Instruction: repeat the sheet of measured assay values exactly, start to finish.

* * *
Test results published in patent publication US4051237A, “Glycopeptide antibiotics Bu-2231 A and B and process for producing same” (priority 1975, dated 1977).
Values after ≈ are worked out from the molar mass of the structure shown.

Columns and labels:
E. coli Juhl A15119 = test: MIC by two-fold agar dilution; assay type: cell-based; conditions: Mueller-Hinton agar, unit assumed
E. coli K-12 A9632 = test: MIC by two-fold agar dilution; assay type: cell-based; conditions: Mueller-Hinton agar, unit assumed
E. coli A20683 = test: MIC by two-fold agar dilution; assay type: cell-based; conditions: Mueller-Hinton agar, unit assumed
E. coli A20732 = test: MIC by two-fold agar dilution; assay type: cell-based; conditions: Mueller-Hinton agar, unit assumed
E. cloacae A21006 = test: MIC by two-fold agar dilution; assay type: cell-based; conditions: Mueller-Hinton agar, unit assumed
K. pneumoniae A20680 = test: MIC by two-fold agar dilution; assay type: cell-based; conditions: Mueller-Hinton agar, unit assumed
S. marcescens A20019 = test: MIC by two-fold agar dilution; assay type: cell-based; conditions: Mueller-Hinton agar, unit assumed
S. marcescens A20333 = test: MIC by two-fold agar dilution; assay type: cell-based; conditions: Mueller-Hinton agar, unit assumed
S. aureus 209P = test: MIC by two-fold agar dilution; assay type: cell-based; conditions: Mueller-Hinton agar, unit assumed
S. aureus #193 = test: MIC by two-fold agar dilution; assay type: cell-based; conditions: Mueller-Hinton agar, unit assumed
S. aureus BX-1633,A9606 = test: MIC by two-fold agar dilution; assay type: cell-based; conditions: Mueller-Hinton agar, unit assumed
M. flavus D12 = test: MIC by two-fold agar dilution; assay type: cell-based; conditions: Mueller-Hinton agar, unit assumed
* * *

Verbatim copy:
Test results published in patent publication US4051237A, “Glycopeptide antibiotics Bu-2231 A and B and process for producing same” (priority 1975, dated 1977).
Values after ≈ are worked out from the molar mass of the structure shown.

Columns and labels:
E. coli Juhl A15119 = test: MIC by two-fold agar dilution; assay type: cell-based; conditions: Mueller-Hinton agar, unit assumed
E. coli K-12 A9632 = test: MIC by two-fold agar dilution; assay type: cell-based; conditions: Mueller-Hinton agar, unit assumed
E. coli A20683 = test: MIC by two-fold agar dilution; assay type: cell-based; conditions: Mueller-Hinton agar, unit assumed
E. coli A20732 = test: MIC by two-fold agar dilution; assay type: cell-based; conditions: Mueller-Hinton agar, unit assumed
E. cloacae A21006 = test: MIC by two-fold agar dilution; assay type: cell-based; conditions: Mueller-Hinton agar, unit assumed
K. pneumoniae A20680 = test: MIC by two-fold agar dilution; assay type: cell-based; conditions: Mueller-Hinton agar, unit assumed
S. marcescens A20019 = test: MIC by two-fold agar dilution; assay type: cell-based; conditions: Mueller-Hinton agar, unit assumed
S. marcescens A20333 = test: MIC by two-fold agar dilution; assay type: cell-based; conditions: Mueller-Hinton agar, unit assumed
S. aureus 209P = test: MIC by two-fold agar dilution; assay type: cell-based; conditions: Mueller-Hinton agar, unit assumed
S. aureus #193 = test: MIC by two-fold agar dilution; assay type: cell-based; conditions: Mueller-Hinton agar, unit assumed
S. aureus BX-1633,A9606 = test: MIC by two-fold agar dilution; assay type: cell-based; conditions: Mueller-Hinton agar, unit assumed
M. flavus D12 = test: MIC by two-fold agar dilution; assay type: cell-based; conditions: Mueller-Hinton agar, unit assumed